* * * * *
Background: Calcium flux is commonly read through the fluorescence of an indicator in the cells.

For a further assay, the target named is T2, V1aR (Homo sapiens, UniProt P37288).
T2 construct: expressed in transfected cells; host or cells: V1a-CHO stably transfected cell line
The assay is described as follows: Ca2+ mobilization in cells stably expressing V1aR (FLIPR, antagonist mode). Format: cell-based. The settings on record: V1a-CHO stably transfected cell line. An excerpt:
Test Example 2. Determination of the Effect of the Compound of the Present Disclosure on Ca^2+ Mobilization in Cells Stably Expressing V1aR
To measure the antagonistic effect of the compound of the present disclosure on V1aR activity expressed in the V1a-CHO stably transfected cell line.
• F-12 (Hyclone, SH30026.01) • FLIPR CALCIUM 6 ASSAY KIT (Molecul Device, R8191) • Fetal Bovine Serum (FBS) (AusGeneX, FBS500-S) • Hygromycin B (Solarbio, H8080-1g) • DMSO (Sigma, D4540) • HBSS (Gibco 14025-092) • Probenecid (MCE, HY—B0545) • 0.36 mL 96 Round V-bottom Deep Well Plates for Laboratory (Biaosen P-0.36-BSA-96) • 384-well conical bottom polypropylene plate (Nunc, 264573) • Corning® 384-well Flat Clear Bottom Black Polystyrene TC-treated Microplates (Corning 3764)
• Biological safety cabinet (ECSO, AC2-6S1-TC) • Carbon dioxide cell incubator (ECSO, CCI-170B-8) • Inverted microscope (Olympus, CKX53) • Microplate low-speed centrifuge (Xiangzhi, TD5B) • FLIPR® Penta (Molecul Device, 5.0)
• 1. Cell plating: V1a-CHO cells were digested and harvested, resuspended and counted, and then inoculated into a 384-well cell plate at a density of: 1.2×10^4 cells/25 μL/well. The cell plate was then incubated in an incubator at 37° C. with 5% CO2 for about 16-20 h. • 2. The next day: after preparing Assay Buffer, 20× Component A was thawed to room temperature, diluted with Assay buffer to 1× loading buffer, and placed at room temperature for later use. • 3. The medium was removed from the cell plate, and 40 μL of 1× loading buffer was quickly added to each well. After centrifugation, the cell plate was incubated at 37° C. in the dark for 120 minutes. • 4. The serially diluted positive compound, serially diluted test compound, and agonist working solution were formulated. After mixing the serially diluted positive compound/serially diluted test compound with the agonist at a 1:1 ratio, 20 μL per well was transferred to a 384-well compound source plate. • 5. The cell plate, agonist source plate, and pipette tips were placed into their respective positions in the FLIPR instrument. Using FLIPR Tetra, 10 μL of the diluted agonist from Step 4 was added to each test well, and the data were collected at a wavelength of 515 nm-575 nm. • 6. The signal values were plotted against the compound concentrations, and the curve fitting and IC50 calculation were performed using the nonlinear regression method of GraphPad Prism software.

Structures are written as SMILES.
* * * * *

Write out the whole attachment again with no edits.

Background: Calcium flux is commonly read through the fluorescence of an indicator in the cells.

For a further assay, the target named is T2, V1aR (Homo sapiens, UniProt P37288).
T2 construct: expressed in transfected cells; host or cells: V1a-CHO stably transfected cell line
The assay is described as follows: Ca2+ mobilization in cells stably expressing V1aR (FLIPR, antagonist mode). Format: cell-based. The settings on record: V1a-CHO stably transfected cell line. An excerpt:
Test Example 2. Determination of the Effect of the Compound of the Present Disclosure on Ca^2+ Mobilization in Cells Stably Expressing V1aR
To measure the antagonistic effect of the compound of the present disclosure on V1aR activity expressed in the V1a-CHO stably transfected cell line.
• F-12 (Hyclone, SH30026.01) • FLIPR CALCIUM 6 ASSAY KIT (Molecul Device, R8191) • Fetal Bovine Serum (FBS) (AusGeneX, FBS500-S) • Hygromycin B (Solarbio, H8080-1g) • DMSO (Sigma, D4540) • HBSS (Gibco 14025-092) • Probenecid (MCE, HY—B0545) • 0.36 mL 96 Round V-bottom Deep Well Plates for Laboratory (Biaosen P-0.36-BSA-96) • 384-well conical bottom polypropylene plate (Nunc, 264573) • Corning® 384-well Flat Clear Bottom Black Polystyrene TC-treated Microplates (Corning 3764)
• Biological safety cabinet (ECSO, AC2-6S1-TC) • Carbon dioxide cell incubator (ECSO, CCI-170B-8) • Inverted microscope (Olympus, CKX53) • Microplate low-speed centrifuge (Xiangzhi, TD5B) • FLIPR® Penta (Molecul Device, 5.0)
• 1. Cell plating: V1a-CHO cells were digested and harvested, resuspended and counted, and then inoculated into a 384-well cell plate at a density of: 1.2×10^4 cells/25 μL/well. The cell plate was then incubated in an incubator at 37° C. with 5% CO2 for about 16-20 h. • 2. The next day: after preparing Assay Buffer, 20× Component A was thawed to room temperature, diluted with Assay buffer to 1× loading buffer, and placed at room temperature for later use. • 3. The medium was removed from the cell plate, and 40 μL of 1× loading buffer was quickly added to each well. After centrifugation, the cell plate was incubated at 37° C. in the dark for 120 minutes. • 4. The serially diluted positive compound, serially diluted test compound, and agonist working solution were formulated. After mixing the serially diluted positive compound/serially diluted test compound with the agonist at a 1:1 ratio, 20 μL per well was transferred to a 384-well compound source plate. • 5. The cell plate, agonist source plate, and pipette tips were placed into their respective positions in the FLIPR instrument. Using FLIPR Tetra, 10 μL of the diluted agonist from Step 4 was added to each test well, and the data were collected at a wavelength of 515 nm-575 nm. • 6. The signal values were plotted against the compound concentrations, and the curve fitting and IC50 calculation were performed using the nonlinear regression method of GraphPad Prism software.

Structures are written as SMILES.